The Tornado

A typical muggy Michigan summer afternoon found me walking beside my best friend dragging behind us a little red wagon filled with newspapers. A storm was in the making and, we figured, would be on us in an hour, so we’d need to hurry up delivering the papers. We had about a half mile to walk before coming to the apartment complex where my friend’s route was located.

The air must have measured at least 90 percent relative humidity, the sky was overcast and heavy. You could almost see the little droplets of condensation around you, and the whole atmosphere was tense, subdued and quiet. Kim and I were the only ones outside. Everyone else was inside their house and all the birds and insects, even the mosquitoes, so widespread that time of year, were nowhere to be found.

Kim and I did not find much to talk about that day. Once, a silence between us was as unheard of as snow in the summer—it just didn’t exist. But that was in sixth grade, where everyone was still innocent and just wanted to play. Now we were in seventh grade, and that changed things drastically. My girl friends, including Kim, began to notice the cute (and not so cute) guys, began to want to spend time at the mall and buy trendy clothes and get stylish haircuts. And slumber parties and gossiping became more the thing to do. I was a late bloomer and as yet had no interest in those sorts of things.

That year, Kim had begun spending time with Carol, a girl I did not really like, and it had been all I could do to hide from Kim the pain I felt. I was not as important to her as I’d been in the past. I don’t think I had at that time admitted what my heart had been telling me for some time—that this friendship was soon to be a memory. In sixth grade, it had been going strong; now that we were nearing the end of seventh grade, my friendship with Kim was all but gone. Here was a friendship which in the end, really did not amount to much. Friendships in junior high are such capricious creatures. Sometimes they sour for no apparent reason. More often, though, they’re just inconsistent. One day they’re there; the next day they’re gone.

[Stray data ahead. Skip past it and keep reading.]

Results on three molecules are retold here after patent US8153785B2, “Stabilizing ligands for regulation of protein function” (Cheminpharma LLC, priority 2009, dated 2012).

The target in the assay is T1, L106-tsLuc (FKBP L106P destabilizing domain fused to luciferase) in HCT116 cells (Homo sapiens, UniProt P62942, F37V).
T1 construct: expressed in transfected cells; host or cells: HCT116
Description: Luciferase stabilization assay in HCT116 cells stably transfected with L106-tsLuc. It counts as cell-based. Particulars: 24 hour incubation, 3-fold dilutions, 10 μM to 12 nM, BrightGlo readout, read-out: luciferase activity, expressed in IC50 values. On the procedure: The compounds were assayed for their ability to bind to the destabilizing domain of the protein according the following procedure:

We arrived at the apartment complex and began delivering the papers. We’d each do one building, then we’d move on to the next group. On the way, Kim walked over to a dumpster to throw something away. “Wait ‘til I get back,” she said. I followed her.

“Why do you always want to do everything I do?” Kim asked mildly when she saw me behind her. I didn’t know what to say. I guess I’d just wanted to be with her because she was my friend. I didn’t think she’d see it as me following her. But she had seen it that way, and so I felt embarrassed. In junior high, you just don’t follow friends around. For one, tagging along when you were clearly not wanted was viewed as childish behavior, as if you were the kid sister. Another more profound reason was that “following” was a silent show of your need for your friend’s companionship and affirmation. To admit this need when it was clear that she didn’t want you was to open your heart up only to get hurt, and that would be madness. I turned my face away, counted out m y papers for the next building and kept quiet.